Barry Sherman, Labour MP for Huddersfield and chairman of the education select committee, said many MPs were concerned about some of the changes in their communities since last summer [when there were race riots in some northern towns] and since 11 September.
He welcomed recent government initiatives but asked education minister Ivan Lewis to meet a group from particular constituencies to talk about the 'serious concerns that we a picking up at constituency level about race relations between pupils'.
'It is important to stress that members of parliament have an important leadership role, as do local councillors, in tackling these issues and getting to grips with them at any early stage - rather than avoiding or denying them - and being a force for good in their communities'.
Earlier, Graham Brady, Conservative MP for Altrincham and Sale West, said both sides of the commons wanted good race relations in schools and, as the minister had accepted, the vast majority of schools already enjoyed harmonious race relations. He questioned whether it was really necessary to require all schools from next week to draft and publish a new race relations policy, and to require them to collect data and analyse pupil performance, admissions, discipline and exclusions by racial group.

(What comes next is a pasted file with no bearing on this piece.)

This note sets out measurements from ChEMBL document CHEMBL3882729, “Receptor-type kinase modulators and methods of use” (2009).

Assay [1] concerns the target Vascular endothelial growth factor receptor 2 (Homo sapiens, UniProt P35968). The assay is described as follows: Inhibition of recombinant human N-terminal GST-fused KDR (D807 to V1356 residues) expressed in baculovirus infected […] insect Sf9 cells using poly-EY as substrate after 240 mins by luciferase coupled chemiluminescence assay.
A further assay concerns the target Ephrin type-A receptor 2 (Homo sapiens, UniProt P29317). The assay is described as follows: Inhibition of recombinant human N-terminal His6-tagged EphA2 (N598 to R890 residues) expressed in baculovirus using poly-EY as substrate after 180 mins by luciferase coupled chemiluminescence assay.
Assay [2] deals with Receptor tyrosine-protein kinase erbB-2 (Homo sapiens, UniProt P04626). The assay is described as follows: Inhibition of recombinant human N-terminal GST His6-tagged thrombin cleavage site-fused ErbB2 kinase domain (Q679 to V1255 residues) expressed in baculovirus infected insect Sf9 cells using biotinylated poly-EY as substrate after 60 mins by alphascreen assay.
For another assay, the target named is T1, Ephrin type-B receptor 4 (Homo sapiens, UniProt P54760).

For good, harmonious, well-led schools, this would be yet another unnecessary bureaucratic burden, and another diversion from the central priority of raising education standards for all children, he declared.
Hansard 23 May 2002: Column 373-375